- What is the difference in user experience between CL7 and CL8?
All CL OS features will be added and fully supported in CL8, so there should not be any difference.
- Which kernel will be used for CL8 operation?
CL8 will follow the upstream (RHEL) 4.18 kernel mainline. All CL-specific features will be added as a separate module (lve-kmod)
- How do I install CL8?
You will be able to convert your existing CentOS/RHEL server or install CL8 from an ISO image.
- What are the kernel-related features and improvements of CL8 kernel?
- Memory management supports 5-level page tables, increasing the physical memory upper limit to 64 TB.
- Non-Uniform Memory Access (NUMA) node count has been increased from 4 NUMA nodes to 8 NUMA nodes, for even bigger servers.
- Code implementing the ext4 file system has been cleaned up, making it better at preventing malicious file system images.
- The TCP listener handling is now completely lockless, making TCP servers faster and more scalable, and improving protection against DDoS attacks.
- Spectre V2 mitigation default changed from IBRS to Retpolines for better performance.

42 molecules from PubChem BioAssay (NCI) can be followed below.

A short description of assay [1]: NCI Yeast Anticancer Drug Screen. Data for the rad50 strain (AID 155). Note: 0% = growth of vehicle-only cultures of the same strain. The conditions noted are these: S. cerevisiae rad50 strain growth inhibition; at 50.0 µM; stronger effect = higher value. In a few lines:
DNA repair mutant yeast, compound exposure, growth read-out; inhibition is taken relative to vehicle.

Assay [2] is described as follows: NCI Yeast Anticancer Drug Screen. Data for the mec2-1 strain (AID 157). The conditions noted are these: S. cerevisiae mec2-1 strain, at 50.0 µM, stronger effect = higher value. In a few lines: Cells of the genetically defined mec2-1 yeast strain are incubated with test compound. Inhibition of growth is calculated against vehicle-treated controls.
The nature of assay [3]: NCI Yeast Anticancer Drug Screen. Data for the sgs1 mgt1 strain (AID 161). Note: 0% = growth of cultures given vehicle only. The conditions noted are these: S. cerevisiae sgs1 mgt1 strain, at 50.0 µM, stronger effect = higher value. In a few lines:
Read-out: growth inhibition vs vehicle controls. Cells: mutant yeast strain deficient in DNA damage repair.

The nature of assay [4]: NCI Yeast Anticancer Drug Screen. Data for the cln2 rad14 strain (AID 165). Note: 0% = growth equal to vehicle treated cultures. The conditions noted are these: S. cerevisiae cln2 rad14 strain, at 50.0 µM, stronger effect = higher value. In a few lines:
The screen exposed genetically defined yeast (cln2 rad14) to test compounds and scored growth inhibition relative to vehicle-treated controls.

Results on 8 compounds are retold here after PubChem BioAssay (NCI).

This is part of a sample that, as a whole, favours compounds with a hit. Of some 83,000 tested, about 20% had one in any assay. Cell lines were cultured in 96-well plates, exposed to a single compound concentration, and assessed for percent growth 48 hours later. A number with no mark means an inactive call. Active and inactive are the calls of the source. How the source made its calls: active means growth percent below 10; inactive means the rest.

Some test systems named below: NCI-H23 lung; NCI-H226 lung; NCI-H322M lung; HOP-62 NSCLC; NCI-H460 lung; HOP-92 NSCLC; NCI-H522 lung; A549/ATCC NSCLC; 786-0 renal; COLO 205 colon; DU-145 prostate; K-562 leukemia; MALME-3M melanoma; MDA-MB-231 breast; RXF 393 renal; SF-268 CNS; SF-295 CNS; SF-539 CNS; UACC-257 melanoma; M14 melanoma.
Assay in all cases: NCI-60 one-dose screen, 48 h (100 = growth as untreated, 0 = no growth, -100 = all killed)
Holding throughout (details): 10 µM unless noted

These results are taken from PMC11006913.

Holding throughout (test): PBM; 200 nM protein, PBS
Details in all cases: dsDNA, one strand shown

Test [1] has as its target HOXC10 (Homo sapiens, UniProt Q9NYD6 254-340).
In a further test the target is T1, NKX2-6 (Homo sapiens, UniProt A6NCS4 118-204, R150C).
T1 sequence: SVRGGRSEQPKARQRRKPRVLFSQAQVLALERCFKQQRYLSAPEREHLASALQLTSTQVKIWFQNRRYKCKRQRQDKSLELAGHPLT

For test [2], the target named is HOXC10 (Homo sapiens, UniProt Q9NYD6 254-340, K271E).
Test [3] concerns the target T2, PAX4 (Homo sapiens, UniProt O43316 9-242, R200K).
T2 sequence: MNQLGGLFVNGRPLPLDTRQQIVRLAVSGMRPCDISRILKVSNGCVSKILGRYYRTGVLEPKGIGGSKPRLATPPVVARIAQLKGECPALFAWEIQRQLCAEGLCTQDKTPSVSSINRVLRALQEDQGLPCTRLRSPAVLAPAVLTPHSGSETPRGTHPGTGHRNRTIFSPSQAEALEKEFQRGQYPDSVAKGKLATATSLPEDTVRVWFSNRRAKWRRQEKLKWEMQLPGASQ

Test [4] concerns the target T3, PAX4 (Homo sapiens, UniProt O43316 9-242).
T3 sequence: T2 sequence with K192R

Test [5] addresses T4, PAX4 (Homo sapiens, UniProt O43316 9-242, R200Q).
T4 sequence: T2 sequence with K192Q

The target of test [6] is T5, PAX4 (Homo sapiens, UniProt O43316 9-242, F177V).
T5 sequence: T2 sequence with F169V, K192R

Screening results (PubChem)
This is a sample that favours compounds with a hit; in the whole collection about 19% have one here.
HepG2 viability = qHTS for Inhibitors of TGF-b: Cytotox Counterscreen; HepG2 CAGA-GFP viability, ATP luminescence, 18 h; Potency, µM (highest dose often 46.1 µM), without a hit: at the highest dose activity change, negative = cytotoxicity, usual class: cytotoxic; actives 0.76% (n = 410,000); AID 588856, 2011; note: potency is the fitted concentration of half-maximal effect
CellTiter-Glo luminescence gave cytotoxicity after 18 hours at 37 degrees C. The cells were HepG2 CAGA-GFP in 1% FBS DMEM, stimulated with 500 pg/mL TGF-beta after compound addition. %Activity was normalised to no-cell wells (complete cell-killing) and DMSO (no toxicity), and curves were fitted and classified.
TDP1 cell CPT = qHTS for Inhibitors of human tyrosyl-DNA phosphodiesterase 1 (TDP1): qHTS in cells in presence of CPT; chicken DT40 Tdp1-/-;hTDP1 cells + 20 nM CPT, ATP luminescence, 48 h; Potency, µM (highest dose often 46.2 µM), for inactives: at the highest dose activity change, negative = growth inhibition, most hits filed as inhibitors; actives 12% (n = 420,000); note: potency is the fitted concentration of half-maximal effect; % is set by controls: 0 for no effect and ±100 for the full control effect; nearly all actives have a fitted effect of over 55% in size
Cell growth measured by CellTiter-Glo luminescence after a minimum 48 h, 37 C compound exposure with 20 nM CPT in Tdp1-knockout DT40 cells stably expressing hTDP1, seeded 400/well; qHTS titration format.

- Intel Omni-Path Architecture (OPA) provides Host Fabric Interface (HFI) hardware with initialization and setup for high-performance data transfers. This gives you high bandwidth, high message rates, and low latency between compute and I/O nodes in clustered environments.
- IOMMU passthrough is now enabled by default. This is beneficial for customers who want to pass-through hardware devices to virtual machines.
- A new writecache module has been implemented for the Device Mapper, allowing SSD drives or other persistent memory to be used as a cache for block write operations. (Note, Caching of read operations is not implemented, since such operations are cached in the RAM pages cache.)
- A flexible process flow control mode (cgroup.type threaded) was added to the cgroup mode to allow process threads to be managed as a single entity. With this mode, threads in the same process don’t have to belong to the same group. They can be separated into different groups, but they must be threaded and placed in the same cgroup hierarchy.
- Improvements were made to on-the-fly resizing of file systems that use bigalloc.
- On ext4 file systems, inode generation scalability on SMP systems is improved.